Dear Fresh Loaf users
I am just wondering if anyone can relate any experience/challenges with regards to the commercial/small bakery use of a wood fired bread oven.
The biggest challenge I faced was getting used to temperature curve of my oven. Rather than fire up every day, I learned to make different breads on different days to take advantage of that curve. Once the temp fell below baking heat for, say, pies, I fired again to start making baguette, pizza, hearth breads at higher temps. Then repeated the cycle. Mine is a high mass affair, so it takes three days before re-firing is required using this method. Saves on fuel, too.
I just started over a month ago as the bakery manager for a place that uses a wood-fired oven for everything that is baked in our bakery...cookies, pies, bread, cakes, croissants. I learned a lot so far and have much more to learn. Though, in four years or so of professional baking, this has been the most gratifying already.
One thing that works well is firing in the evening, baking with high temps (my baguettes go in around 700), and then by the afternoon the temp is around 515 or so, allowing for pies and such. Much like CJ said, its about learning the curve of the oven, basing your bakes around that and working with the flow of it all.
Thanks for the reply as well. As manger eager of a bakery with a wood fired oven do you think a small bakery producing just bread with a wood fired oven is a viable small business?
Thanks for the reply CJ.
How big is the oven you are working with?
6 x 4
I can not fathom not utilizing all the heat throughout the bake days. Like I said, we use it for the croissants, cinnamon rolls, granola, breads, roasting nuts.
Typically, I spend from 3:30 a.m. till 1 to 2:00 p.m. baking bread, then prepping for the pastries and such. As others have mentioned on this site, the key is just maximizing the use of that retained heat.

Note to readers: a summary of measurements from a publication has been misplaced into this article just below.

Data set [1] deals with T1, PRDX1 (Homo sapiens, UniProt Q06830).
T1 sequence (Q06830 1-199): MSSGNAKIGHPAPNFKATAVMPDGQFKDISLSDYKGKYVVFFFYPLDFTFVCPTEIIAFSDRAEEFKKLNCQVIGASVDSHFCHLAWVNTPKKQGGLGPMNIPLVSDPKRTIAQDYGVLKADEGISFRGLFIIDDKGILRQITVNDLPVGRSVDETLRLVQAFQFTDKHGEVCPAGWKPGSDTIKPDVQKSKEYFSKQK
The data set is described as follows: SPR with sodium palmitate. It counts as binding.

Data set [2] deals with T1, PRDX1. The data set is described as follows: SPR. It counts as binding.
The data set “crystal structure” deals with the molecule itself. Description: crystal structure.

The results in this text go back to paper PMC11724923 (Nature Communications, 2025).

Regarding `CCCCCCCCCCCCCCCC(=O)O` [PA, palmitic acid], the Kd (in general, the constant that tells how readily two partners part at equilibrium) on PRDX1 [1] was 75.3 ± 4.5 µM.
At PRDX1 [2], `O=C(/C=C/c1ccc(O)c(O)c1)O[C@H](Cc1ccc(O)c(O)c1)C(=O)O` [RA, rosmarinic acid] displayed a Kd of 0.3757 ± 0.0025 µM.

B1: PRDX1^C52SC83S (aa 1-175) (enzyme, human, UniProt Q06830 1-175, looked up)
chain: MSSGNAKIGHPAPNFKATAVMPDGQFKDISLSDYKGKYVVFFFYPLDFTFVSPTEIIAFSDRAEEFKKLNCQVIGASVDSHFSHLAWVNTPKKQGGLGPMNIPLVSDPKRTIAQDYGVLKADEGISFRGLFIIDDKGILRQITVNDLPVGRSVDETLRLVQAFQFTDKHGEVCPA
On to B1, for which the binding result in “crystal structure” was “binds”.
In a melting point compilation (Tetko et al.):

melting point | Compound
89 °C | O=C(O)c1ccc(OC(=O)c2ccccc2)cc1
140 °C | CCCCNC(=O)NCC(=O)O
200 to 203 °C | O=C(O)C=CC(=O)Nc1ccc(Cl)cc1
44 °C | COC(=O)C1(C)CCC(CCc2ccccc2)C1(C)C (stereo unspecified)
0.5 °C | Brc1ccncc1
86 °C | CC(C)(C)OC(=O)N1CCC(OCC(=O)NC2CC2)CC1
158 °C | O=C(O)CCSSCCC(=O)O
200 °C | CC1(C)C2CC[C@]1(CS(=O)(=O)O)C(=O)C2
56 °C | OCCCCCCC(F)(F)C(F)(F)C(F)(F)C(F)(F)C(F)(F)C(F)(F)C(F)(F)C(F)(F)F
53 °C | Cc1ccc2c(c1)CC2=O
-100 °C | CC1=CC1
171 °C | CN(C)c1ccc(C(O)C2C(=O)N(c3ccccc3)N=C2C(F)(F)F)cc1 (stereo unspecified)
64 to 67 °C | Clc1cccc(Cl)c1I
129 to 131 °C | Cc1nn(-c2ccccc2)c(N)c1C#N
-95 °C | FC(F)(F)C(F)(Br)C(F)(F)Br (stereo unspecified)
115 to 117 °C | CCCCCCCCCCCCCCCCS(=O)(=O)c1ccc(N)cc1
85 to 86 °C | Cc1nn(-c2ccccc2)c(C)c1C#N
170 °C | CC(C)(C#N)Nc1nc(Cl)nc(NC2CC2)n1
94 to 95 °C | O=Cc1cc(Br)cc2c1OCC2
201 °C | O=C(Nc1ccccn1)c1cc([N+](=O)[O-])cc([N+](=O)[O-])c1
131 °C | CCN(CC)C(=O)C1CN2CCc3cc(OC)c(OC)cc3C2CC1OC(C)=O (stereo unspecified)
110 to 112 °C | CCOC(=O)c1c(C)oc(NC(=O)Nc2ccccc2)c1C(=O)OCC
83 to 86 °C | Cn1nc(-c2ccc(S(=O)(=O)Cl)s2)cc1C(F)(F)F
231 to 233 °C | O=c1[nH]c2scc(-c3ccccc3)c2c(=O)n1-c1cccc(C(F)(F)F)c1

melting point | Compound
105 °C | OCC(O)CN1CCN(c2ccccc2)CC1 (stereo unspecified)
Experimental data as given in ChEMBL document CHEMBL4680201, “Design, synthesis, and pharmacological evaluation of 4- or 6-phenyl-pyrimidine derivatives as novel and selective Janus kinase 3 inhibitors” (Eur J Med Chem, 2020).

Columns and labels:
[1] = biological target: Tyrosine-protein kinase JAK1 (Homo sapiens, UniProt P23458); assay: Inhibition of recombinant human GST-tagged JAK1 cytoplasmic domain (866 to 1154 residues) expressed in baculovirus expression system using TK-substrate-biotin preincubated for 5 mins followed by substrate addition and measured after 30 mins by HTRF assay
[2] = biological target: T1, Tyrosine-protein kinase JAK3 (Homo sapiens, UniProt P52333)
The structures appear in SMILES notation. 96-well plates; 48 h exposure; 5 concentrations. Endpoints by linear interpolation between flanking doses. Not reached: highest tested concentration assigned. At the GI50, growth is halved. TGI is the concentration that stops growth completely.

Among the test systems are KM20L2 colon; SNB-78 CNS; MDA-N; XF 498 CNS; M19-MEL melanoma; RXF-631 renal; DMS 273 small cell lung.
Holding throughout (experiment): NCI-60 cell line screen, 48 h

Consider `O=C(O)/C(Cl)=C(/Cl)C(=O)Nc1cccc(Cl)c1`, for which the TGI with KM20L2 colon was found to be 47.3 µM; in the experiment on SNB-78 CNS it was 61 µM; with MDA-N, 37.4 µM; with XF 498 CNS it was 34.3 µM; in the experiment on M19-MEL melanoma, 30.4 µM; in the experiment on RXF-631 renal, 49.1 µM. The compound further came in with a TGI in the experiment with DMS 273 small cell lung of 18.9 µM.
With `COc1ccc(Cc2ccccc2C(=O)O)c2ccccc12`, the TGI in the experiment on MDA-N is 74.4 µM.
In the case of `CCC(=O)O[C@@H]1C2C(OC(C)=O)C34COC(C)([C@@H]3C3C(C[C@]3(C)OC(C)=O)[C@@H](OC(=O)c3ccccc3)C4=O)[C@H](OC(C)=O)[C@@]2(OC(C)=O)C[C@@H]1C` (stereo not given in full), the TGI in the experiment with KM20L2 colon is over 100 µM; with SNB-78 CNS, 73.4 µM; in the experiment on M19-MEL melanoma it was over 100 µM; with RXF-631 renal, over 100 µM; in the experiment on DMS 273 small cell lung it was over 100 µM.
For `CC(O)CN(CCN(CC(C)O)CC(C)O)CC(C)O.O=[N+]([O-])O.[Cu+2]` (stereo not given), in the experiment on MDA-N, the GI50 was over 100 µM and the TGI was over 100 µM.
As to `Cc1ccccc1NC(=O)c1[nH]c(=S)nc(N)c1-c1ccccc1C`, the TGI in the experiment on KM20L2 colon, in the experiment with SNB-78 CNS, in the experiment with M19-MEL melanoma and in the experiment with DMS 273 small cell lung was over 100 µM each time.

Thanks for the insight!
I hope you do not mind all the questions.
How many loaves can you fit in the 6X4?
How many loaves would you bake in one day?
I am assuming you fire the oven the day before?
How many loaves I can fit in the oven is sorta dependent on the size and shaping of the loaves, naturally. I usually (on Fridays and Saturdays), fill my oven to the door leaving around...1 to 2 inches of space between each loaf. I suppose when I bake tomorrow I will make a mental note to count the largest door and report back to you.
Off the top of my head I have loaded it with 16 1.5# boules, 12 1# boules and around 12 baguettes and 10 demi's. That was a typically load, with a bit of room to spare. After a bit of steam and closing the door, pretty much everything receives wonderful color and bloom with little to no need of shuffling. Again, that was a pretty liberally spaced load with the large loaves in back, mini boules mid, then baguettes, then demi up front.
Your next question of how many loaves in a bake day, again, kind of dependent on the day of the week and if we have a market as well. But, I feel I can safely say I am no where near using my oven to it's full potential on any given day, hence why I try and also make other products too. When and if I can sell even more bread, I know I will have the potential too for sure. Again, guessing, on a normal day, I make around, I don't know, 130-175. Again, not really using the potential of the oven for maximizing bread-itself.
And it is just I and one other baker doing the breads, myself doing all the shaping, cleaning of the oven and partial loading before my assistant baker comes in around 7 am. I have a few other people strictly doing the sweets.
Finally, I fire the oven at night, the day after the biggest bread bake, while doing all the sour mixes at the same time. By the time I baked all kinds of breads, rolls, granola and other yummy bakery items throughout the morning, day, and next day, it is usually around 370 or so degrees.
Arlo thanks so much for your insight. Very helpful!
This was very helpful to me. A lot of discussion seems to be bluster and opinion in a vacuum. Your practical experiences are just what I needed to hear.